Our initial finding of the down-regulated expression of NEDD4L in IPF-related expression microarrays indicated the involvement of NEDD4L in the pathogenesis of IPF. Then, our data revealed that NEDD4L overexpression repressed inflammatory cell infiltration and protect lung functions, thereby restricting the progression of IPF. This finding corroborates a previous report that the conditional deletion of NEDD4L in lung epithelial cells of IPF mice could trigger pulmonary fibrosis and exacerbate IPF, which also indicated that NEDD4L was mainly distributed in epithelial cells lining the distal airways of IPF patients [8]. Further, fibroblasts have been recognized as the main cell type stimulating the accumulation of extracellular matrix in fibrotic diseases [16], which indicated the crucial role of LFs in IPF. On this basis, we investigated the influence of NEDD4L on LFs and our data substantiated that NEDD4L overexpression could attenuate the proliferative, invasive and differentiative abilities of LFs. Continuing to explore the downstream mechanisms of NEDD4L modulating LFs, we demonstrated that NEDD4L expression was negatively correlated with CTHRC1 expression in lung tissues of IPF. CTHRC1, a secreted protein, has been found to be implicated in a series of physiological and pathological processes, including inflammatory arthritis, vascular remodeling, bone formation, and cancer development. Of note, in agreement with our data, a recent case has suggested that the level of CTHRC1 was elevated in lung tissues of IPF, and it also indicated that CTHRC1 could promote pulmonary fibrosis through inducing LFs activity [9].

Then, through a series of gain- and loss- of function experiments we found that NEDD4L inversely regulated the CTHRC1/HIF-1α axis to repress the proliferative, invasive, and differentiative abilities of LFs. In relation to this, it has been pointed out that CTHRC1 could up-regulate the expression of HIF-1α in gastric cancer [10]. HIF-1α, a key mediator in cell metabolism and inflammation under hypoxic conditions, has recently been highlighted for functioning as a trigger of pulmonary fibrosis and also other types of fibrosis [11,17-19]. Moreover, our data revealed that NEDD4L repressed the activation of CTHRC1/HIF-1α axis via stimulating β-catenin ubiquitination. This corroborates previous studies which indicated that β-catenin could bind to the promoter region of CTHRC1 [20,21]. Also, accumulating data have established that the Wnt/β-catenin signaling pathway was activated in pulmonary fibrosis and was correlated with the viability and differentiation of LFs [12,22,23]. Afterwards, our in vivo experiments further validated that NEDD4L stimulated β-catenin ubiquitination, repressed the CTHRC1/HIF-1α axis, and thus alleviated IPF.

Taken together, the evidence provided in this study has led us to a conclusion that NEDD4L could suppress the formation and progression of IPF via augmenting β-catenin ubiquitination and inhibiting the CTHRC1/HIF-1α axis. By inducing the ubiquitination of β-catenin, NEDD4L could repress the activation of the Wnt/β-catenin signaling pathway, and restrict the CTHRC1/HIF-1α axis due to the CTHRC1 expression-promoting effect of β-catenin; then, CTHRC1 and HIF-1α suppression could attenuate the viability and differentiation of LFs, thereby impeding the formation and progression of IPF. In summary, this study elucidated the regulatory network of NEDD4L in IPF, deepened our understanding of molecular mechanisms involved in the progression of IPF, and, more importantly, provided promising therapeutic targets for IPF treatment.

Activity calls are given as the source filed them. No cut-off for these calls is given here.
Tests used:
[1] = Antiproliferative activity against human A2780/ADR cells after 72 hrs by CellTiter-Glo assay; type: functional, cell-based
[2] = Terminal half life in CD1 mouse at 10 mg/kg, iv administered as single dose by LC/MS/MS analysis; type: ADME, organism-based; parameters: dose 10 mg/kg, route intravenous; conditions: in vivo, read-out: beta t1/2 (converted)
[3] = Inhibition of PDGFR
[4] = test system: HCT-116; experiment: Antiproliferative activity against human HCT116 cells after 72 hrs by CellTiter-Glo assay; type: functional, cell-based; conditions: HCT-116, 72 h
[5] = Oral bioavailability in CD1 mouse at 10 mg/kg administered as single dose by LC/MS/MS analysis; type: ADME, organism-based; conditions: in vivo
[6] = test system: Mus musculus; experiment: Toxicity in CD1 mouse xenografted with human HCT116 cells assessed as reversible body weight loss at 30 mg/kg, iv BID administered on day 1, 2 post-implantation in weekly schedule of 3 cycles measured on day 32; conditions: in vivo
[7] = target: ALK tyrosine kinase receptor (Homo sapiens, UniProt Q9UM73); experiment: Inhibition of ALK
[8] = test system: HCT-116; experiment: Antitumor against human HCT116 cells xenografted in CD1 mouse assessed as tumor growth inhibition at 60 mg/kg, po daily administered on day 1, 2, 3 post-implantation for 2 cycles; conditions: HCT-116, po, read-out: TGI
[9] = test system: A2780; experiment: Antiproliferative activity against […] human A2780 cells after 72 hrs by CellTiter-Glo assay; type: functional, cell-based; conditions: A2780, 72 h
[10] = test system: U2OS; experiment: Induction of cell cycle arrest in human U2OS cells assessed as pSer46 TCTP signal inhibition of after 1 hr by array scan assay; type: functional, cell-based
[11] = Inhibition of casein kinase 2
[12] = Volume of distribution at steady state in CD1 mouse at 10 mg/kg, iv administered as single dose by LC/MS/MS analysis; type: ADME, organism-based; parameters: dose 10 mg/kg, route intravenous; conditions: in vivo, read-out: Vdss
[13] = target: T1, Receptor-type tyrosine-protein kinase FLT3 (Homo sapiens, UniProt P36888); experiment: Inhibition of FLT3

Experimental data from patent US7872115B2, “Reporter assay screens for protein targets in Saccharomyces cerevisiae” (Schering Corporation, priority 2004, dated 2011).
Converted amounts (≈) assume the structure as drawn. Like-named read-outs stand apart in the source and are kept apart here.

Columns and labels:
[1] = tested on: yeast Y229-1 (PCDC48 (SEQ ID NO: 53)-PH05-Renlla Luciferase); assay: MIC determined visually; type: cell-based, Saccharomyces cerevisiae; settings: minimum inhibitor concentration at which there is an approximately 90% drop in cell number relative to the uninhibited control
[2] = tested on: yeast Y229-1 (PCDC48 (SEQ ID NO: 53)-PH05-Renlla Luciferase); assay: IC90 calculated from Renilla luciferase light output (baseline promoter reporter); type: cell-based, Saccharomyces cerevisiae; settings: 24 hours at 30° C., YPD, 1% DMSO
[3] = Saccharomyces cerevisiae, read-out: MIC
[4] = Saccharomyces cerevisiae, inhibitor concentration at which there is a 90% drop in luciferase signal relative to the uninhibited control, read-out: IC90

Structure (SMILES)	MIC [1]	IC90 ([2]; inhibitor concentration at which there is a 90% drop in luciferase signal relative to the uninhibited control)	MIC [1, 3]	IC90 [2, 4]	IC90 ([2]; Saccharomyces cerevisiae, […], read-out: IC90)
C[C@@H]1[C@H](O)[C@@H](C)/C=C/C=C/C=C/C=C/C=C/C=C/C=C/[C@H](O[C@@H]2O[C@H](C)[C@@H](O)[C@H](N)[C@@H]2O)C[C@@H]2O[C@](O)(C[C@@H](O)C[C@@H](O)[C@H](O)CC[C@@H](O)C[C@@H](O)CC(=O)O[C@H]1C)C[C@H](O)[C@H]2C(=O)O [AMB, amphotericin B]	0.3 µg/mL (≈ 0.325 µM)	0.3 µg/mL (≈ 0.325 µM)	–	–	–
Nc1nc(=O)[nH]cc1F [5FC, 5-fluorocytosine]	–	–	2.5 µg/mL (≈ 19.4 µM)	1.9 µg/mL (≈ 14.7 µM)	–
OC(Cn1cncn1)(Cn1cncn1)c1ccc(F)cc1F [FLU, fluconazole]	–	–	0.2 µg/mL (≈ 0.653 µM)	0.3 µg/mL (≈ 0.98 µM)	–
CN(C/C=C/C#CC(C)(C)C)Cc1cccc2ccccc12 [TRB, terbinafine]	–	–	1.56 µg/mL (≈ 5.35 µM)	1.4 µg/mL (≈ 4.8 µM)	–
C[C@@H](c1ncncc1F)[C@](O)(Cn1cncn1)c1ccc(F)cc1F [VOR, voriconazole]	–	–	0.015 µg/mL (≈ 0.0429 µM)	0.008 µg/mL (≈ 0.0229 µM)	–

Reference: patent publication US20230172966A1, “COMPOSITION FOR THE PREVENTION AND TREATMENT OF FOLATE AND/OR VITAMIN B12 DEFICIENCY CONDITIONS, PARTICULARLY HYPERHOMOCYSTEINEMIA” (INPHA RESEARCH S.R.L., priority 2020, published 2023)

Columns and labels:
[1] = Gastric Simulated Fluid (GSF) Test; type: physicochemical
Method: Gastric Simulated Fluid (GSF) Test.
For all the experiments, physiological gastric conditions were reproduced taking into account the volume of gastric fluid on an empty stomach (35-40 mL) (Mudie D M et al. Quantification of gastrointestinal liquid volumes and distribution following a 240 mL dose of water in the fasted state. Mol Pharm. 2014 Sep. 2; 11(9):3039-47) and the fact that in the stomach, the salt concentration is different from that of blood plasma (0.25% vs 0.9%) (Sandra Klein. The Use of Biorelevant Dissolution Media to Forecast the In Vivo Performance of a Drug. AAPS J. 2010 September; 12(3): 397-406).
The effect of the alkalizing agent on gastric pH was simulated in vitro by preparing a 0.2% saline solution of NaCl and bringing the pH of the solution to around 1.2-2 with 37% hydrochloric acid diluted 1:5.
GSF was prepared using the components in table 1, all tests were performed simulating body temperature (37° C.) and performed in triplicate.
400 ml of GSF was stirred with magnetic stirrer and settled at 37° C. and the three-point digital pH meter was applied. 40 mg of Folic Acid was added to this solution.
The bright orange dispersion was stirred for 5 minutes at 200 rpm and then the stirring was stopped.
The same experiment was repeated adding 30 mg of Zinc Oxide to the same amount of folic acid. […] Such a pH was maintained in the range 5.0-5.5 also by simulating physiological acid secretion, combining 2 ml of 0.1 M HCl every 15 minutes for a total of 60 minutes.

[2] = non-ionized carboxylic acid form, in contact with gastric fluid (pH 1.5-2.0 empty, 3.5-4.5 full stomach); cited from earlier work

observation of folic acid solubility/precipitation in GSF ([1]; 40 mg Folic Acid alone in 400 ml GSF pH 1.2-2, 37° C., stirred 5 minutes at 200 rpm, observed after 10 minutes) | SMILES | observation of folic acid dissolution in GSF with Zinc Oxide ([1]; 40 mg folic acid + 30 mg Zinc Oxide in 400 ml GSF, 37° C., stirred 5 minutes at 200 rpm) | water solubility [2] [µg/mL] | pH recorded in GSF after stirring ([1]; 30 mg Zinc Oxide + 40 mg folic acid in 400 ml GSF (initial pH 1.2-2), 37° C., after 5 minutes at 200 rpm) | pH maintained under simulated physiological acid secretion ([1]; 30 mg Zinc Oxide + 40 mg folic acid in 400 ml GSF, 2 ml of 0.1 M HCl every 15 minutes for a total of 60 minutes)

Abbreviations

IPF (Interstitial pulmonary fibrosis); LFs (lung fibroblasts); NEDD4L (Neural precursor cell expressed developmentally down-regulated 4-like protein); CTHRC1 (collagen triple helix repeat containing protein 1).

Supplementary Material

Attachment

Supplementary table.

Acknowledgements

We acknowledge and appreciate our colleagues for their valuable efforts and comments on this paper.

Ethics statement

The study was conducted in accordance with the Declaration of Helsinki and approved by the Ethics Committee of Sichuan Provincial People's Hospital, University of Electronic Science and Technology of China. Detailed study aims as well as planned procedures were explained to all patients, who were subsequently provided with signed informed consent documentation. Animal experiments were approved by the Animal Care and Use Committee of Sichuan Provincial People's Hospital, University of Electronic Science and Technology of China and performed in accordance with Guide for the Care and Use of Laboratory Animals published by the National Institutes of Health.

Author Contributions

LC conceived and designed research. YY and HYY performed experiments and interpreted results of experiments. XYP analyzed data, prepared Figures and drafted paper. JZ edited and revised manuscript. All authors read and approved final version of manuscript.

Availability of data and materials

The authors confirm that the data supporting the findings of this study are available within the article.

Competing Interests

The authors have declared that no competing interest exists.

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Author contact

Corresponding address Corresponding author: Lin Chen, Department of Respiratory and Critical Care Medicine, Sichuan Provincial People's Hospital, University of Electronic Science and Technology of China, Chengdu 611731, P.R. China. E-mail: chenlinhxuestc.edu.cn; Tel./Fax.: +86-028-87394184


Received 2020-12-17
Accepted 2021-5-13
Published 2021-7-25